Investigation is continuing into the cause of a fatal apartment fire over the weekend in London’s Old East Village, fire officials said Monday.
Fire crews responded to 700 King St. around 9 p.m. Saturday following multiple reports of a fire in a unit on the fifth floor of the complex’s western tower.
Firefighters were met with heavy smoke outside of the apartment. After forcing their way in, crews located an unconscious, middle-aged man, said Platoon Chief Gary Mosburger.
“(They) were able to rescue and extricate them from the room,” Mosburger said in an interview Monday.
“We performed CPR, defibrillation on that victim and (he was) subsequently transported to hospital. Since then… the individual has… succumbed to his injuries.”
A cause of death and a damage estimate were not known as of early Monday afternoon. The Ontario Fire Marshal was also called in.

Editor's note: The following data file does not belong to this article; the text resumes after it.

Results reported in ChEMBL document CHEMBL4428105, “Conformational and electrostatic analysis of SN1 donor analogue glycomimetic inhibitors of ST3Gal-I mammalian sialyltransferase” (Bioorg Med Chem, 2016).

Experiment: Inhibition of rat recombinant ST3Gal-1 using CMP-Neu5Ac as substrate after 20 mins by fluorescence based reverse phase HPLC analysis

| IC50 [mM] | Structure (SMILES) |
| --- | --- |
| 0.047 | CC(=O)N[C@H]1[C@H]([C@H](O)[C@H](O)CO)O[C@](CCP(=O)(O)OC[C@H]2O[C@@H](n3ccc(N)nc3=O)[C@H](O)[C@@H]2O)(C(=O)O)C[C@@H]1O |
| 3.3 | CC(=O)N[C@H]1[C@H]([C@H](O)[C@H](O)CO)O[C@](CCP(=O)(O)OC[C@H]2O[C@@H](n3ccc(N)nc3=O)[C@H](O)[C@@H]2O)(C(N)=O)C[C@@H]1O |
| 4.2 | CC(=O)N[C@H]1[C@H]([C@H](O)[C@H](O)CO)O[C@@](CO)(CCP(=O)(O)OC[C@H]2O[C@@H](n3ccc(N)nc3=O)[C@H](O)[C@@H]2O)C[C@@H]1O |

Crews managed to douse the flames relatively quickly, Mosburger said, but smoke kept them on scene longer.
“Because the smoke had migrated down the hallways and into the stairwells, it created quite a challenge for us to get the smoke out of the building, but also to confirm air quality of carbon monoxide and hydrogen cyanide for the safety of the residents,” he said.
Residents in the two units adjacent to the impacted apartment were evacuated for the night and provided temporary housing.
“We don’t suspect there’s any damage to their units, possibly a little bit of smoke, but nothing to note at this point,” Mosburger said.
Most other residents, meantime, were let back inside later that night.
Mosburger praised the work of paramedics and police in responding to the scene.
The King Street blaze wasn’t the only apartment fire crews dealt with on Saturday.
A fire hours earlier at a highrise on Jalna Boulevard left one person in hospital and an apartment unit all but destroyed. The condition of the individual was not immediately known.
Firefighters managed to extinguish the blaze before it spread.
Officials later determined the cause of the fire to be unattended cooking, and a damage estimate was pegged at around $100,000.